Annoying people who use cell phones

Cell Phone people. We all know them. They’re texting throughout meetings. They’re talking loudly on their Bluetooths (Blueteeth?) as they walk through the grocery store, down the streets and into the toilet. They are boorishly oblivious to everyone around them.

More annoying than mosquitoes at a nudist colony

The phenomenon is growing to epidemic proportions. A large portion of our population are now simply unable to sit through a meeting, meal or movie without using it. Simon Sinek makes a scarily compelling argument that it is an addiction similar to smoking or cocaine. They are more annoying than mosquitoes in a nudist colony.

What do you do? (about the cell phone people, not the mosquitoes). Here are four strategies:

1. Pick Your Battles
As annoying as the stranger sitting next to you in the airport lounge might be as he (she) tells a colleague about the big deal he’s scored, it is just an annoyance. Let it go.

2. Be Direct
If you know ahead of time that one of the people in your meeting is a cell phone person, say, “Okay, let’s get started with the meeting.” Then look at him pointedly and say “No cell phones.”  Don’t go into more detail.  You don’t need to scold them.  Just start the meeting.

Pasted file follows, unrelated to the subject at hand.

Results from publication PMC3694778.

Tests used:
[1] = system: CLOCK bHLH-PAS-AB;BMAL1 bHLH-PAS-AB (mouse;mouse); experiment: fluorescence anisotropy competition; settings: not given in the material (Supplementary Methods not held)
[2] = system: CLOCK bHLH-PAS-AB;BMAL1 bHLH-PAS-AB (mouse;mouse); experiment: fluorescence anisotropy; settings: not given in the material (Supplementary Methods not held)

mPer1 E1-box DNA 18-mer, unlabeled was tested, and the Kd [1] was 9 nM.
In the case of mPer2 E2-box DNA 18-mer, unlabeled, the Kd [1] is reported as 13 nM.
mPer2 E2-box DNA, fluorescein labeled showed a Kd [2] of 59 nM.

3. Be Inclusive
If you think the person in #2 (above) might get offended by being singled out, or if there will be multiple cellphone people in the meeting, do the same as #2, but look at everyone pointedly.  Again, no scolding.

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4. Use Humor
The more you ignore the behaviour, the more people think it’s acceptable and the more likely they will be to continue doing it.  All scolding does, however, is make you look like the bad guy, so it’s best to avoid that approach.  One effective strategy is some well-placed humour.  E.g.:

“We’ve started an office pool on how long you can go without looking at your phone.”
“When you can’t get a signal, how long is it before you actually start twitching?”
“I’ll give you a dollar if you can go the whole meal without looking at your phone.”
“There will be five of us at the meeting today; Fred, Susan, Bob, Andrea and Andrea’s cell phone…”
(Handing cell-phone-person a glass of water) “Here.  This is for your phone.”

Are You A Cell Phone Person?

If, after reading this, you realize, “Oh dear, I’m the guy this article is written about,” then try to be more aware of how and when you use your phone.  Then, when you catch yourself texting or talking during inappropriate times, here’s what to do:

a)  Grab the biggest stick you can find
b)  Hit yourself over the head with it

Good luck!

“Pulling out your phone when there are people around you just sends the message, “you’re not very important to me.””

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